Helping your child brainstorm and learn ways to become more flexible in their thinking will help them become better problem solvers, creative thinkers and successful students. The world is not predictable and we all need to learn to adapt to the changes it may throw at us so that it doesn’t throw us off course.


What to Do When You're Stuck in the Mud with a Fried Brain

The pressure of homework or rather the pressure of finishing homework for that valuable checkmark is taking away from the point of homework. It used to be that homework was a review of what was learned in school that day, but now often times students are “re”teaching themselves because teachers do not allow enough time for students to process new information.

When students get really focused or feel pressured to get their homework done it is almost like they put blinders on. They are no longer really learning the material they are just trying to get through the assignment. I want to give them credit for persevering but also want them to know that at some point they become less effective and should stop. How many times have you seen your child do a math problem over and over again expecting a different answer? Middle and High School students often have the answer to the math problem and their job is to set up the equation and get that answer. Lots of things can go wrong in this process (calculation error, wrong sign, solved in the wrong order, wrong equation, etc.) but students tend to erase and start again – exactly the same way.

This is called cognitive inflexibility. It happens in kids, teens and adults and is the inability to switch your approach or your thinking to problem solving when what you are doing isn’t working or something changes. It is like getting stuck in mud and not even realizing it. So in the above example, they erase the problem and because they are not 100% tuned in, they could be repeating the same process or same error over again. This can go on and on and that makes homework take longer and longer. Talk to your student about this at a time when they are not stressed about homework and print out the four steps below for them. Help them add to the list.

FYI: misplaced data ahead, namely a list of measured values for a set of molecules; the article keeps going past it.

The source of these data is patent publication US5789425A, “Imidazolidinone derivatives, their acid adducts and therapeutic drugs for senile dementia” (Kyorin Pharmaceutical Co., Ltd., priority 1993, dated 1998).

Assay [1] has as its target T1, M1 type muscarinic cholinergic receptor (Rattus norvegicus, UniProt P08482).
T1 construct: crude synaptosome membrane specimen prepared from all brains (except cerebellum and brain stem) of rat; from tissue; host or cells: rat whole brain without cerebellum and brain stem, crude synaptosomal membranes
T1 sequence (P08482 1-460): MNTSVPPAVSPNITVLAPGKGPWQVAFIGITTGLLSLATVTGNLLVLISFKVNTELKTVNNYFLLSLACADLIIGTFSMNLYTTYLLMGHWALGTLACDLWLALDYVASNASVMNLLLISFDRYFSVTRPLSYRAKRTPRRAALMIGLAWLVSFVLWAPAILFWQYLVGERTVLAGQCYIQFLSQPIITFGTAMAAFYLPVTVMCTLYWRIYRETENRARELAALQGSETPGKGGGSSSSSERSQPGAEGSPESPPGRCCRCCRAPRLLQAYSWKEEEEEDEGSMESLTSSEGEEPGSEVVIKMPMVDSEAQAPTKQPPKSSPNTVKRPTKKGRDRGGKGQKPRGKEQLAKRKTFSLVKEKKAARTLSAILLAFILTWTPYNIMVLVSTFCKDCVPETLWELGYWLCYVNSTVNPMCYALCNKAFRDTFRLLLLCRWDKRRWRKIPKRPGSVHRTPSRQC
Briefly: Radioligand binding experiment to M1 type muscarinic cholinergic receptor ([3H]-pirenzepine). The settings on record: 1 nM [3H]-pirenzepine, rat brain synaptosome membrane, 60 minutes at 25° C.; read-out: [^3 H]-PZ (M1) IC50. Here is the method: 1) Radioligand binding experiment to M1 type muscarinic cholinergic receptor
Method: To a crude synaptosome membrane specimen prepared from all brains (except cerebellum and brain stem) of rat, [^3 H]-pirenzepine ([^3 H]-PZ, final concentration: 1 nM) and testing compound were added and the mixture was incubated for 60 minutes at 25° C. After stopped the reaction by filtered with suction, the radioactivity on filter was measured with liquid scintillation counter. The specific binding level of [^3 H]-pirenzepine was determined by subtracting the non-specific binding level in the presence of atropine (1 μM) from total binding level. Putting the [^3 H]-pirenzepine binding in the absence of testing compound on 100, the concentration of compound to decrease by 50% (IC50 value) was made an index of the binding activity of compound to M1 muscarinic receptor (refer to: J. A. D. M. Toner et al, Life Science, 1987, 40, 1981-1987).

What to do when you are stuck on your homework:

1. Stop and take a look at what you have done. Check for errors or misunderstandings. If you don’t see anything then go to number 2.

2. Take a non-electronic break (5-15 minutes) and let your subconscious mind work on it and then go back and try it one more time.

3. Stop erasing and use a whiteboard after the first attempt so you can see all of your answers. What is happening?

4. Brainstorm other things you can do. For example you could: Skip it and come back to it, call or text a friend in your class, go back to the text book and reread key information, check your class notes, go in early or stay late for extra help, Google it or use a website like to help.

If you liked this simple, yet powerful strategy, then you’re absolutely going to love all 45 End Homework Hassle strategy lessons in the End Homework Hassle E-Learning Course for students.